Given how tackling Delhi’s pollution is a battle to be fought at many fronts—from burning of farm waste in neighbouring states to vehicular pollution—and with varying intensity, the Supreme Court approving the Central Pollution Control Board’s (CPCB) graded response action plan augurs well.
Given how tackling Delhi’s pollution is a battle to be fought at many fronts—from burning of farm waste in neighbouring states to vehicular pollution—and with varying intensity, the Supreme Court approving the Central Pollution Control Board’s (CPCB) graded response action plan augurs well. It provides commensurate action based on pollution-level—as per the Air Quality Index classification of pollution as moderate, poor, very poor, and severe—instead of a one-size-fits-all approach, and creates a new pollution level, “emergency” (when PM 2.5 and PM 10 levels shoot past 300 µg/m3 and 500 µg/m3, respectively). The action plan has even retained the odd-even vehicle rationing of the Delhi government in its arsenal against pollution. It recognises the need to have better-coordinated interventions to check pollution in the national capital region (NCR) than seen so far, and hence creates a central level task force with representation from the CPCB, the environment ministry, the Pollution Control Boards of the states parts of whose jurisdictions lie in the NCR, the India Meteorological Department, the Delhi Pollution Control Committee, health experts and stakeholders. State-level monitoring at the level of chief secretary—of implementation of the plan—and Union-level coordination of action and enforcement undertaken by states is a good step, too. There will be real-time monitoring of action and effect by state and central control-rooms. The action plan gives the task force the necessary flexibility to contend with problems as they develop— say, on tackling pollution hotspots.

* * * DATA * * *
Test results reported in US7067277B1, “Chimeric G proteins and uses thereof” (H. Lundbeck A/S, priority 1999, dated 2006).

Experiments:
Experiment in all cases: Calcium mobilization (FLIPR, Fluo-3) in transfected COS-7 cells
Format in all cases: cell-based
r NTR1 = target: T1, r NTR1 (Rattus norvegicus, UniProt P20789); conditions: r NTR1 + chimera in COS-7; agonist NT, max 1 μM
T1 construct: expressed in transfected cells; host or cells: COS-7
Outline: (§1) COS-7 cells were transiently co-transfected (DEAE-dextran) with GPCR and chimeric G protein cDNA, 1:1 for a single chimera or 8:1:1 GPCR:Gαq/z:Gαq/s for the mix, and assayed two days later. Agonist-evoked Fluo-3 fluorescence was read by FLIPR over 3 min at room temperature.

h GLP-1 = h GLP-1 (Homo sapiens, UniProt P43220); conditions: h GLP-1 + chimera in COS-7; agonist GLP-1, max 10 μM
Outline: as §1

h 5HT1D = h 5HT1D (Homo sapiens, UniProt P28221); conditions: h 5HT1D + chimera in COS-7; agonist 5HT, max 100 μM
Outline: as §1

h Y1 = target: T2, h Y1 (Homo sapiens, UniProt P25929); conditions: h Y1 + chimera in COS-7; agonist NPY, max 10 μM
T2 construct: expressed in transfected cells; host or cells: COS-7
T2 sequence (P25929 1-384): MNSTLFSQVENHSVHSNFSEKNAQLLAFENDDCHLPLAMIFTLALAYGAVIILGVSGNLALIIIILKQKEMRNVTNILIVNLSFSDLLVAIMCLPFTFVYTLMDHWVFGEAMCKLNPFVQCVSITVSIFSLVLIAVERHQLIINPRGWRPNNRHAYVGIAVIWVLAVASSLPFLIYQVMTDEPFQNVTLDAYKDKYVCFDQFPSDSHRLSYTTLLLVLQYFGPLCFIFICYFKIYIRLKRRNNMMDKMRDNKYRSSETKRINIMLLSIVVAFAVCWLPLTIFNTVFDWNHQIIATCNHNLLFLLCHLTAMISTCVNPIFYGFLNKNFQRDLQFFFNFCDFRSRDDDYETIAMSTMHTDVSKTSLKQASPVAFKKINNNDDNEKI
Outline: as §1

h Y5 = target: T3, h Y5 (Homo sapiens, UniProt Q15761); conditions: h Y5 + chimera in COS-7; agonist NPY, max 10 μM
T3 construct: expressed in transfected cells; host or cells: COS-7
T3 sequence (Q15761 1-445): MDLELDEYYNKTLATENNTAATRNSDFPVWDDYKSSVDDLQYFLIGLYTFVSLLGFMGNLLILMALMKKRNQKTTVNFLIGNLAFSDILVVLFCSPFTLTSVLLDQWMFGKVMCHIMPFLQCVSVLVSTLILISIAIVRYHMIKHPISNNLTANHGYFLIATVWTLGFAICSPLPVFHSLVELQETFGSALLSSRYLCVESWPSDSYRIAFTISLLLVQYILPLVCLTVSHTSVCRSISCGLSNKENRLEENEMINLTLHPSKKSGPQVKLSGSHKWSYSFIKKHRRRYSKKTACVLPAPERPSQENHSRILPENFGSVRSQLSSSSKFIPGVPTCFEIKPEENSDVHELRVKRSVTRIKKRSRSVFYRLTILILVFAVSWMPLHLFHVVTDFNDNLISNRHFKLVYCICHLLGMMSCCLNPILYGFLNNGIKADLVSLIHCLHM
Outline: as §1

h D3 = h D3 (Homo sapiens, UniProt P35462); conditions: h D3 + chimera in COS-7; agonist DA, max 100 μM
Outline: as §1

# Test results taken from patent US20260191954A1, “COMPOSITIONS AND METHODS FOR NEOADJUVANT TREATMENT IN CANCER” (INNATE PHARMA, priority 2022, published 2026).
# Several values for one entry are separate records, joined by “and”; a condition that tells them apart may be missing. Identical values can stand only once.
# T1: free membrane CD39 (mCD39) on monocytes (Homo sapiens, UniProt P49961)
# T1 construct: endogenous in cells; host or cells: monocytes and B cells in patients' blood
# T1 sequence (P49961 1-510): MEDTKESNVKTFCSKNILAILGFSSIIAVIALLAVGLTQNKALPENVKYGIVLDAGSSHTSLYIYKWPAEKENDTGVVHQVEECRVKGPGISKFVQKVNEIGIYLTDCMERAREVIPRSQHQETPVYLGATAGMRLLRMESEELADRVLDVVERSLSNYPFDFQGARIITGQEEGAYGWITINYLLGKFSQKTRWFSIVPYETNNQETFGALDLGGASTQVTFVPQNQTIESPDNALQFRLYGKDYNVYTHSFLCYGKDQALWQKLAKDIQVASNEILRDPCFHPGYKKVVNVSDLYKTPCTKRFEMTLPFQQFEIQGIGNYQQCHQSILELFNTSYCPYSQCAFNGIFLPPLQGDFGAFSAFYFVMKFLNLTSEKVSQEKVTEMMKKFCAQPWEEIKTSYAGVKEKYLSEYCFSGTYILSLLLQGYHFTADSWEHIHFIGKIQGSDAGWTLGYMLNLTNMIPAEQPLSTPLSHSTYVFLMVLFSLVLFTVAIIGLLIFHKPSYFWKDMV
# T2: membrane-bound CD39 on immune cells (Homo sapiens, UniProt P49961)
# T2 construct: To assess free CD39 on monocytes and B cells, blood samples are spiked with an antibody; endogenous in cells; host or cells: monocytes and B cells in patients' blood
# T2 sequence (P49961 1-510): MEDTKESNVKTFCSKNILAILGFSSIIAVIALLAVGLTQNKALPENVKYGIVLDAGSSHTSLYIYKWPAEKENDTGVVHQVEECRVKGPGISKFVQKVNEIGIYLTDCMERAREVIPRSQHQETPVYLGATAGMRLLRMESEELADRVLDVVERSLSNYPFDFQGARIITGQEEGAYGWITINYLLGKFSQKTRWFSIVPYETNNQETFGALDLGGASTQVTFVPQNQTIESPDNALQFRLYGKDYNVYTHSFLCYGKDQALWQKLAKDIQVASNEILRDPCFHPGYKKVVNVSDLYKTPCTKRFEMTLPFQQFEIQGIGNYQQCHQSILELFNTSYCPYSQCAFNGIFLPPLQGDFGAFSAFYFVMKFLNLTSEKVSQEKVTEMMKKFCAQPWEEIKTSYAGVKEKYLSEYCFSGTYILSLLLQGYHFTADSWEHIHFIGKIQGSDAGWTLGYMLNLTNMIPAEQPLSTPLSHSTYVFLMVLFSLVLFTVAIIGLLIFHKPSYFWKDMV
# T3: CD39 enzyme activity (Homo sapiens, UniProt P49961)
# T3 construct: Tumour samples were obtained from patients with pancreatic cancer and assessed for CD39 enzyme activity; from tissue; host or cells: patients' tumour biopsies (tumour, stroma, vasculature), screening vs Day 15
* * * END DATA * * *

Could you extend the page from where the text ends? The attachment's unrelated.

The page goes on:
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While there are these and other positives in the action plan, it is a matter of concern that it doesn’t explicitly state any action on stubble/crop-residue burning; more so, when it recognises that pollution is worse in winter than in summer, with the pollution levels sticky at “very poor” and “severe” levels between October 15 and February 15. This seasonal variation has also been discussed in many reports, including the one by the Indian Institute of Technology, Kanpur. It is, therefore, ironic that the action plan recognises that fly-ash’s share in the mix of pollutants rises in summer and mentions specific action to curb it, but fails to pin any responsibility in the case of stubble/crop-burning that, as per the National Environmental Engineering Institute, accounts for 60% of the pollution in the NCR the weeks that lead up to the rabi sowing season. It merely leaves it up to the states neighbouring Delhi—Punjab, Haryana, Rajasthan and Uttar Pradesh—to curb the practice. Such a gap between intent and action in what is otherwise a prudent plan could undermine all efforts, especially given a rather misplaced focus on steps such as odd-even despite various studies showing that it has limited effect in its existing format.